Young Raimond (Logan Macaulay) is bummed out, as his friend Brock (Colin Beaton) is always getting the best playing cards in a Magic: The Gathering-style game the two play. His sadness at being beaten to a particularly rare card, the zombie unicorn, has not gone unnoticed by Raimond’s grandfather (E. Lee Smith), a kind man who owns a junk shop in town. He tells Raimond that he too has the rare zombie unicorn back at his shop, and to bring Brock by after school and he’ll show them both (in Raimond’s mind, hopefully to knock Brock down a peg or two when he sees he’s not the only one with the card).
Filmmaker J. Allen’s short film, Family Business, is the type of playful and fantastical short film that could have gone any number of directions. The music hints at something fun and lighthearted, and two of the leads are kids, so it’s not necessarily leaning anywhere sinister but, at the same time, I’ve seen enough short films to know that if a filmmaker wanted to spin a film on its ear, they could (and often will). So, to me, this could’ve gone anywhere.
It stayed playful and fun, however, introducing us to the world of granddad’s junk shop, and setting up a dynamic between grandson and granddad that ties into the title of the film. Granddad’s time is running down, but his junk shop is a special business, and one he wants to keep in the family. Finding a way to showcase the store that will interest his grandson is key to striking the spark that will hopefully burn into a full-blown fascination with keeping the business going long after Granddad is gone.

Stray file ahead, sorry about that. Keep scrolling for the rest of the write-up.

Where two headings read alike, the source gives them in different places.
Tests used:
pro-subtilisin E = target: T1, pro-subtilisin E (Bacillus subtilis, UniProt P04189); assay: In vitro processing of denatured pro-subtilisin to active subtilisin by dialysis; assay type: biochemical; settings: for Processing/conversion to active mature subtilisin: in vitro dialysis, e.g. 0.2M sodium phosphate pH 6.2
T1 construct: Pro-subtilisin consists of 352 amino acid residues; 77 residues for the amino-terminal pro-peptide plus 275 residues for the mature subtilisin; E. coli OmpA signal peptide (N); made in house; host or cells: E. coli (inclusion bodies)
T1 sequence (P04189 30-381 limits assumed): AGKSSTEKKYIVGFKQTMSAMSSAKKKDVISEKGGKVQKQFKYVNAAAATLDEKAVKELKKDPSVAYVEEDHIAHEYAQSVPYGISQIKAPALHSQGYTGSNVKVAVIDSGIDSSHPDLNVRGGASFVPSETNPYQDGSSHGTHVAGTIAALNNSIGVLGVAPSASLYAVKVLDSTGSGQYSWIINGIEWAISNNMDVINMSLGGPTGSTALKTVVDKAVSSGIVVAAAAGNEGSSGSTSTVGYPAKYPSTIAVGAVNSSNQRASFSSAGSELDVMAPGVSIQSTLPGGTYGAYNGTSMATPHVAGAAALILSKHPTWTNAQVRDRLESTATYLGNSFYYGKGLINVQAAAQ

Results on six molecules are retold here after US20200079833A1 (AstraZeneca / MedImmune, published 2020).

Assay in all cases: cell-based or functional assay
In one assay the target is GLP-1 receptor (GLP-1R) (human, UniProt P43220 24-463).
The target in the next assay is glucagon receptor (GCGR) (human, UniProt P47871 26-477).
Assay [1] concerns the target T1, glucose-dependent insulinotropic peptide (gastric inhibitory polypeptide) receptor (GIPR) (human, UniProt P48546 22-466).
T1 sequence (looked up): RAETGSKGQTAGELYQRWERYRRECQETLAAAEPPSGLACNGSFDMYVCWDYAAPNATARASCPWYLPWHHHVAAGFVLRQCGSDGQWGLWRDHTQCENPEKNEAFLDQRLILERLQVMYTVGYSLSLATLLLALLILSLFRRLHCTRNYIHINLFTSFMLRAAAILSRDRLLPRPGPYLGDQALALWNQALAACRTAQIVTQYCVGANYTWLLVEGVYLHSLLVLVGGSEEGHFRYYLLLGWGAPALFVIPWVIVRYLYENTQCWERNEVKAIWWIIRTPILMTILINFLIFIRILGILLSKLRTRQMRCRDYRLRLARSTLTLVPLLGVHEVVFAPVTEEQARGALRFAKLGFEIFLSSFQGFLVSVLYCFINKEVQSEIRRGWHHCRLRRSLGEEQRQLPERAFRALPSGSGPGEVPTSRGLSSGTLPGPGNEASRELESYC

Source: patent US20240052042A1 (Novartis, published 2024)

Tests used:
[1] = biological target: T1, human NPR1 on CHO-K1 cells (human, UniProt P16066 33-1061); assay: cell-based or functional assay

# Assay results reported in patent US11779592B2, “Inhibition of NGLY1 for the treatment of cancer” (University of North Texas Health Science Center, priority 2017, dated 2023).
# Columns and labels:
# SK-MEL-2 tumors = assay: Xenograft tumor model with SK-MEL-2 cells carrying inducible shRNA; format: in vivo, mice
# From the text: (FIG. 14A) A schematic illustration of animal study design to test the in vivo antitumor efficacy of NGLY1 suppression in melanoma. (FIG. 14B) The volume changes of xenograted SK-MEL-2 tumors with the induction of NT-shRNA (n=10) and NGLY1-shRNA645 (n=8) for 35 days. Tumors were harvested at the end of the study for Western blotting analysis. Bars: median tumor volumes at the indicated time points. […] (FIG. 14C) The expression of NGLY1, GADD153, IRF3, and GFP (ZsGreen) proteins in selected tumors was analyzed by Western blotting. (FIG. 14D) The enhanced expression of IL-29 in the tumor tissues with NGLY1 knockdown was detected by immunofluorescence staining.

On the plus side, besides the pleasant tone, the film looks quite nice, and there’s a few quality elements of CGI, when necessary. Granddad’s makeup leaves quite a bit to be desired, however, as it would appear that the filmmakers tried to gray and wrinkle him up a little bit more, and the result is it sometimes looks like Granddad isn’t real, but a cyborg-like approximation of an elderly man instead. Plus, the acting can be a little rough at times but, to be fair, two of the leads are kids and they’re given quite a lot of dialogue to ramble through, particularly in the opening scene; a daunting task for any actor, let alone a young one.
Overall, Family Business does a great job of giving an introduction to characters that could easily be in more shorts after the fact. Think of it like the opening to the first Harry Potter film; the characters are established, as are certain basic elements, and now the adventures can begin. Family Business is an intro, the adventures could go anywhere.
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